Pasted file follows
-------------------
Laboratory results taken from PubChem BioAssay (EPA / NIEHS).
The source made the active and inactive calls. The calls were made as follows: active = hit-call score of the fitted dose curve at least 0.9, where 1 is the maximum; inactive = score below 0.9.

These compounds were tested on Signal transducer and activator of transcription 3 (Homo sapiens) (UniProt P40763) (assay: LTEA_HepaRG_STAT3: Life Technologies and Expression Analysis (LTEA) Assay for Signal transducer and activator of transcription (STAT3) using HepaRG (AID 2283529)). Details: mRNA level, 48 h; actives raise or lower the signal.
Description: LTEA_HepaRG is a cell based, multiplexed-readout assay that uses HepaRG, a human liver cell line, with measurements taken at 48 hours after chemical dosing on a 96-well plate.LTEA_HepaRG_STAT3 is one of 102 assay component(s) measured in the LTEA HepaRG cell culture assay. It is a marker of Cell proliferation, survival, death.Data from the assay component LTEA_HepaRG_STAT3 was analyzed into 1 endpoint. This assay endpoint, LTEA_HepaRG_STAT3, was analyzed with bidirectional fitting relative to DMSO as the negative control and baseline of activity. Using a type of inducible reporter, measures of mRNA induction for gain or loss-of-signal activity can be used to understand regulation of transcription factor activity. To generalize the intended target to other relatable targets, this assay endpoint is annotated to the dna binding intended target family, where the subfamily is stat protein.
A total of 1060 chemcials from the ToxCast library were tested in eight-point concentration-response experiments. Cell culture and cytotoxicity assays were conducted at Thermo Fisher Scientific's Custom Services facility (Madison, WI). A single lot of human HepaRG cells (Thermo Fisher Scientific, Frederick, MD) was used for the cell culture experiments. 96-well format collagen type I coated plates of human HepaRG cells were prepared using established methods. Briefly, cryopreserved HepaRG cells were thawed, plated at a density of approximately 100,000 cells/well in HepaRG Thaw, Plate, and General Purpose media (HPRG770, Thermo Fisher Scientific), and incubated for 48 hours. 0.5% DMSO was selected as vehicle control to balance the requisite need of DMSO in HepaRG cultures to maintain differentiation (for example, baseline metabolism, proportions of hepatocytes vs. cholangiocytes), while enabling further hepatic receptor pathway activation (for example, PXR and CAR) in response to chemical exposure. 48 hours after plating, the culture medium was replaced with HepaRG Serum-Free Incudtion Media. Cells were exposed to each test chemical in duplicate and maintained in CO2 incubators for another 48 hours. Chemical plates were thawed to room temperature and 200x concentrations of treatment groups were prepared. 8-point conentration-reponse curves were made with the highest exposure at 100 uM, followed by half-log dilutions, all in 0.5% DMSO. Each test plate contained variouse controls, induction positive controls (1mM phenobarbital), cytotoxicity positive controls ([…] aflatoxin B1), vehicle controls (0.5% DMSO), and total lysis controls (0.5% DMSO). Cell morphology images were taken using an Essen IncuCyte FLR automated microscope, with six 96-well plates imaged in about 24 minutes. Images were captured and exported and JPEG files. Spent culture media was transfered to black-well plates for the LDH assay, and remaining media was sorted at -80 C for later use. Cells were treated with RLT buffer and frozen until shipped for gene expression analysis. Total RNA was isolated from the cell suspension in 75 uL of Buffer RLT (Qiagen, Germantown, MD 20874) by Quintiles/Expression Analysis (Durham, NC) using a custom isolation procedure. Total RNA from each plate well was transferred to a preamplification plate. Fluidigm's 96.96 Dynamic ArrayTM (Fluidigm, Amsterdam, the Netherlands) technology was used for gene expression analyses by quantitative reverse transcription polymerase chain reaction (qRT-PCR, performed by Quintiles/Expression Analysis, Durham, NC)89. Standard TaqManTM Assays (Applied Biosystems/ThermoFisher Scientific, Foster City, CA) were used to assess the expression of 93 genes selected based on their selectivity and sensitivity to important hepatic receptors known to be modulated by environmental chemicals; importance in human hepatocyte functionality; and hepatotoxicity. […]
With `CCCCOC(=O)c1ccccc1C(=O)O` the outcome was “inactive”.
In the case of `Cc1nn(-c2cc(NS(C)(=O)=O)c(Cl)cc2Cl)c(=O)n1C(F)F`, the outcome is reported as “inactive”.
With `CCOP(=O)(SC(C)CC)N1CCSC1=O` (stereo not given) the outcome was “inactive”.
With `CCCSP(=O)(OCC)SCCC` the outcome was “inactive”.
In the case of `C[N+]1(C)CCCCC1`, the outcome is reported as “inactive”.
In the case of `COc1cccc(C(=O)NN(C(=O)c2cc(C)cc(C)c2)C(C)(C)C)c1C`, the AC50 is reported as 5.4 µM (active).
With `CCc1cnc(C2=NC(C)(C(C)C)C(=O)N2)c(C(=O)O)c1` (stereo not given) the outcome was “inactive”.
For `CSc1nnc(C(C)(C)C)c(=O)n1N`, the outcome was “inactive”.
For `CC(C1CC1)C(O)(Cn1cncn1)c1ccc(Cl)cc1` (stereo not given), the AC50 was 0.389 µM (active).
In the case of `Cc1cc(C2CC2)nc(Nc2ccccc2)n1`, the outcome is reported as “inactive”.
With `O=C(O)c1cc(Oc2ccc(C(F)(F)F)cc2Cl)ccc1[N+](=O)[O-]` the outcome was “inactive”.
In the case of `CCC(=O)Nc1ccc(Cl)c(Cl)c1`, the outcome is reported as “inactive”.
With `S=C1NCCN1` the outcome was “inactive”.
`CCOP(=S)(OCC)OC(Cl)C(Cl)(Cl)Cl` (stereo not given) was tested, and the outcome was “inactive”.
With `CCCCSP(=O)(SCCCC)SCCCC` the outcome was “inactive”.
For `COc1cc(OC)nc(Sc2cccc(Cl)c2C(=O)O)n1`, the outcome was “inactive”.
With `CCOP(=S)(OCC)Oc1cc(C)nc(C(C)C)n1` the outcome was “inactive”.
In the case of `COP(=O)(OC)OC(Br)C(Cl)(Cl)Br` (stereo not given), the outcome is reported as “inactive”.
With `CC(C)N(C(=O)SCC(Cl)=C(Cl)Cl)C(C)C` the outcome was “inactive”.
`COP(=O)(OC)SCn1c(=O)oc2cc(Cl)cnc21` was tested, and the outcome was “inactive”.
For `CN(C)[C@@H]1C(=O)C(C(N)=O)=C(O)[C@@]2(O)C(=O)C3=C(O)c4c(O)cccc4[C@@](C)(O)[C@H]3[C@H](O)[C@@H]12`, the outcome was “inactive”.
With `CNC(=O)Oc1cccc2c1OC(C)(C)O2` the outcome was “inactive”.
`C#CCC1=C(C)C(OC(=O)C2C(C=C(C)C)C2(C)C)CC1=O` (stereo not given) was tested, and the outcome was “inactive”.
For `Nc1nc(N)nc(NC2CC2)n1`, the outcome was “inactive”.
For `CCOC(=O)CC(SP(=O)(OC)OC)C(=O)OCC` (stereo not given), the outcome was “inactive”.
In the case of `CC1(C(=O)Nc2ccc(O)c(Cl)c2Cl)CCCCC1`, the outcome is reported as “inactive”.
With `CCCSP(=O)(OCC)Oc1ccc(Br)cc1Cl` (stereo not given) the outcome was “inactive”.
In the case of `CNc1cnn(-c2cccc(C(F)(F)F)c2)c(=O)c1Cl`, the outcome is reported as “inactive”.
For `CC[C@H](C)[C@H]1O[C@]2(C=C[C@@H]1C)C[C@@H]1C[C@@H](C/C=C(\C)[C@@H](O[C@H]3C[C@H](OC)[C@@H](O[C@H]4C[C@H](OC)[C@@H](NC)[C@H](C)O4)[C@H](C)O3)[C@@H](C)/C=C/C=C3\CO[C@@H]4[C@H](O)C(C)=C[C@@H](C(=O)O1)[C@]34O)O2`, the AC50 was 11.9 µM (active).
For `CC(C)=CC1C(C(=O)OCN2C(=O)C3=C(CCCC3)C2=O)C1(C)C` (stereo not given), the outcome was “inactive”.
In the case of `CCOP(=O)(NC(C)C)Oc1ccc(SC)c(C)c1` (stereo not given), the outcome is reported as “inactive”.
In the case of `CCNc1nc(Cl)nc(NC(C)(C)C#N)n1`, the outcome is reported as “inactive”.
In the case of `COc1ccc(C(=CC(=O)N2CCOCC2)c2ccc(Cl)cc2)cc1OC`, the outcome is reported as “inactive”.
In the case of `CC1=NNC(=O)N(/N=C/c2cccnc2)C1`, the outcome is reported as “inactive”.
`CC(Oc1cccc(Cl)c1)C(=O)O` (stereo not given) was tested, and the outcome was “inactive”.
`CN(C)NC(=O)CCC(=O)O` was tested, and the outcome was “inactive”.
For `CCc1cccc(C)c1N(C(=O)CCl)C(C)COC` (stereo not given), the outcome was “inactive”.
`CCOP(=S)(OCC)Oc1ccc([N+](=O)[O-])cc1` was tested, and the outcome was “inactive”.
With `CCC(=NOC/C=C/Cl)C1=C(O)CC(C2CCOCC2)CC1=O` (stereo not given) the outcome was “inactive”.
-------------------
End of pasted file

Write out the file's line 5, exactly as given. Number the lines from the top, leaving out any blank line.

A total of 1060 chemcials from the ToxCast library were tested in eight-point concentration-response experiments. Cell culture and cytotoxicity assays were conducted at Thermo Fisher Scientific's Custom Services facility (Madison, WI). A single lot of human HepaRG cells (Thermo Fisher Scientific, Frederick, MD) was used for the cell culture experiments. 96-well format collagen type I coated plates of human HepaRG cells were prepared using established methods. Briefly, cryopreserved HepaRG cells were thawed, plated at a density of approximately 100,000 cells/well in HepaRG Thaw, Plate, and General Purpose media (HPRG770, Thermo Fisher Scientific), and incubated for 48 hours. 0.5% DMSO was selected as vehicle control to balance the requisite need of DMSO in HepaRG cultures to maintain differentiation (for example, baseline metabolism, proportions of hepatocytes vs. cholangiocytes), while enabling further hepatic receptor pathway activation (for example, PXR and CAR) in response to chemical exposure. 48 hours after plating, the culture medium was replaced with HepaRG Serum-Free Incudtion Media. Cells were exposed to each test chemical in duplicate and maintained in CO2 incubators for another 48 hours. Chemical plates were thawed to room temperature and 200x concentrations of treatment groups were prepared. 8-point conentration-reponse curves were made with the highest exposure at 100 uM, followed by half-log dilutions, all in 0.5% DMSO. Each test plate contained variouse controls, induction positive controls (1mM phenobarbital), cytotoxicity positive controls ([…] aflatoxin B1), vehicle controls (0.5% DMSO), and total lysis controls (0.5% DMSO). Cell morphology images were taken using an Essen IncuCyte FLR automated microscope, with six 96-well plates imaged in about 24 minutes. Images were captured and exported and JPEG files. Spent culture media was transfered to black-well plates for the LDH assay, and remaining media was sorted at -80 C for later use. Cells were treated with RLT buffer and frozen until shipped for gene expression analysis. Total RNA was isolated from the cell suspension in 75 uL of Buffer RLT (Qiagen, Germantown, MD 20874) by Quintiles/Expression Analysis (Durham, NC) using a custom isolation procedure. Total RNA from each plate well was transferred to a preamplification plate. Fluidigm's 96.96 Dynamic ArrayTM (Fluidigm, Amsterdam, the Netherlands) technology was used for gene expression analyses by quantitative reverse transcription polymerase chain reaction (qRT-PCR, performed by Quintiles/Expression Analysis, Durham, NC)89. Standard TaqManTM Assays (Applied Biosystems/ThermoFisher Scientific, Foster City, CA) were used to assess the expression of 93 genes selected based on their selectivity and sensitivity to important hepatic receptors known to be modulated by environmental chemicals; importance in human hepatocyte functionality; and hepatotoxicity. […]